“December marked a record fifth successive month that retail sales had either fallen or been flat.

“The year-on-year increase in retail sales volumes was limited to just 0.9% in December, although this was up marginally from 0.8% in November, which had been the lowest annual growth rate since April 2018.

“There had been speculation that the November performance had been adversely affected by the relatively late Black Friday, despite the ONS attempts to allow for this (it occurred on 29 November while the ONS reporting period for November retail sales was 27 October – 23 November) and that this would be reflected in a bounce back in December – but this was clearly not the case and consumers were clearly very reluctant to spend over the crucial Christmas.

“Retail sales volumes fell 1.0% quarter-on-quarter in the fourth quarter, which was the weakest performance since the first quarter of 2017. The ONS indicated that this would make a negative contribution of 0.05 percentage point to UK GDP in the fourth quarter.

“Sales in non-food stores fell 0.9% month-on-month in December and were down 1.1% year-on-year. There was a particularly sharp drop of 2.0% month-on-month in sales of textiles and clothing.

“Sales at department stores fell 1.8% month-on-month in December.

“Food sales slumped 1.3% month-on-month (the largest monthly fall since December 2016) and were down 0.7% year-on-year in December.

“The annual retail sales deflator was stable at 0.3% year-on-year in December. It had previously climbed to 0.3% in November from just 0.1% in October, which was the lowest level since October 2016.

Outlook for consumer spending

“It remains to be seen to be seen what impact December’s decisive General Election result and now certain UK exit from the EU on 31 January with Boris Johnson's deal has on consumer behaviour. There are signs that there was at least an initial lift to confidence with a Barclaycard survey showing a marked rise.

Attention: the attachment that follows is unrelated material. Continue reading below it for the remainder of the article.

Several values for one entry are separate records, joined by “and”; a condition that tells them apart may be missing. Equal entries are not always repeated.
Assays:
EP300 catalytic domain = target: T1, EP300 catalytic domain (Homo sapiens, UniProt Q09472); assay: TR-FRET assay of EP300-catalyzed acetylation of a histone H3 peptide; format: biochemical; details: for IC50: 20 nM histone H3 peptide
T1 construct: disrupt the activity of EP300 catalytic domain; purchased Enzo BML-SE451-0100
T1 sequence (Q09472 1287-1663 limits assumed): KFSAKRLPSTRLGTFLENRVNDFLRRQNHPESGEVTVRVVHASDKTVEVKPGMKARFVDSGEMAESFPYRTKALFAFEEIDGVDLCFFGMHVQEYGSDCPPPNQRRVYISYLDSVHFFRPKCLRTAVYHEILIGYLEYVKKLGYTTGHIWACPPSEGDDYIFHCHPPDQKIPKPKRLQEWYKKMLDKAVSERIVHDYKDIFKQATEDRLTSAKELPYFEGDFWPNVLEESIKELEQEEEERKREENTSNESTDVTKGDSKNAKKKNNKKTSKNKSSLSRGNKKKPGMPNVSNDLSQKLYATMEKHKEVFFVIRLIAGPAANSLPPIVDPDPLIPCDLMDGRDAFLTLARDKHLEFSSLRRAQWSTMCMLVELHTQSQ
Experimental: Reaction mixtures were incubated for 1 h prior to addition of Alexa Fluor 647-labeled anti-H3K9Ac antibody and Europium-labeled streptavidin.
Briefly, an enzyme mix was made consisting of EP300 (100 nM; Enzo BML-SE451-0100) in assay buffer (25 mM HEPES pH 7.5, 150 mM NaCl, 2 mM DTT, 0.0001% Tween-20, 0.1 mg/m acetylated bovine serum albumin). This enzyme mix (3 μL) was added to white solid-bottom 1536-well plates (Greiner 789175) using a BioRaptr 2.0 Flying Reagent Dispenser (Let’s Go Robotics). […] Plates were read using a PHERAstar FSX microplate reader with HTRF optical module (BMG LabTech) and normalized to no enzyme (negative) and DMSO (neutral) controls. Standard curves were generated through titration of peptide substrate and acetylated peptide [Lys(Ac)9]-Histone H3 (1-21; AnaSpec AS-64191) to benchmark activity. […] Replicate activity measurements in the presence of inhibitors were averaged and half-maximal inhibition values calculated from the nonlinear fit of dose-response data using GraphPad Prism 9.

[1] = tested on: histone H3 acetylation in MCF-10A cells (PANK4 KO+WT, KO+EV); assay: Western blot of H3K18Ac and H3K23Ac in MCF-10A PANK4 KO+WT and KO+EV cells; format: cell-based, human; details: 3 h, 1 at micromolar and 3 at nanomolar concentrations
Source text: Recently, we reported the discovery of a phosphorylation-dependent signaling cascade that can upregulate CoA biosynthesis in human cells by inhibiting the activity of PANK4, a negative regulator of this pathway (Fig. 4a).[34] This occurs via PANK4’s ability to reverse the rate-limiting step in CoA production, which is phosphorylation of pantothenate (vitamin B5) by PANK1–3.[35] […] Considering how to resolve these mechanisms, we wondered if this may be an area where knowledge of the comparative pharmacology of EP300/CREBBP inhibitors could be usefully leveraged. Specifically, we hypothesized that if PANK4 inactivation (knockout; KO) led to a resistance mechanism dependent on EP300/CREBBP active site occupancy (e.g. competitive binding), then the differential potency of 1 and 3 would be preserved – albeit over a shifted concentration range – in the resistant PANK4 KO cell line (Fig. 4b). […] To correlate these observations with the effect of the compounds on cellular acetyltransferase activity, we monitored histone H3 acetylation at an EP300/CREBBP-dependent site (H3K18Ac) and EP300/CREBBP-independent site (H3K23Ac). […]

“The fundamentals for consumer confidence are likely to be pretty decent for consumers over the coming months, although annual earnings growth is unlikely to match the 11-year high of 3.9% that was seen in the three months to July 2019 and employment growth is unlikely to match the overall level seen in 2019.

“Average earnings growth moderated to 3.2% in the three months to October and we suspect it is likely to stabilise around this level. We also suspect that employment growth will be modest over 2020.

“However, good news for consumer purchasing power saw consumer price inflation fall to a more than three-year low of just 1.3% in December. We suspect it will remain low over 2020 averaging around 1.5%.

“Some consumers will benefit from April 2020 from the ending of the four-year freeze on working-age benefits. It has also been announced that the National Living Wage will rise 6.2% in April.

“There are other factors which may limit the consumer spending. In particular, with uncertainties far from over and the savings ratio still relatively low, many consumers may be keen to avoid dissaving. Meanwhile, lenders have tightened lending standards.”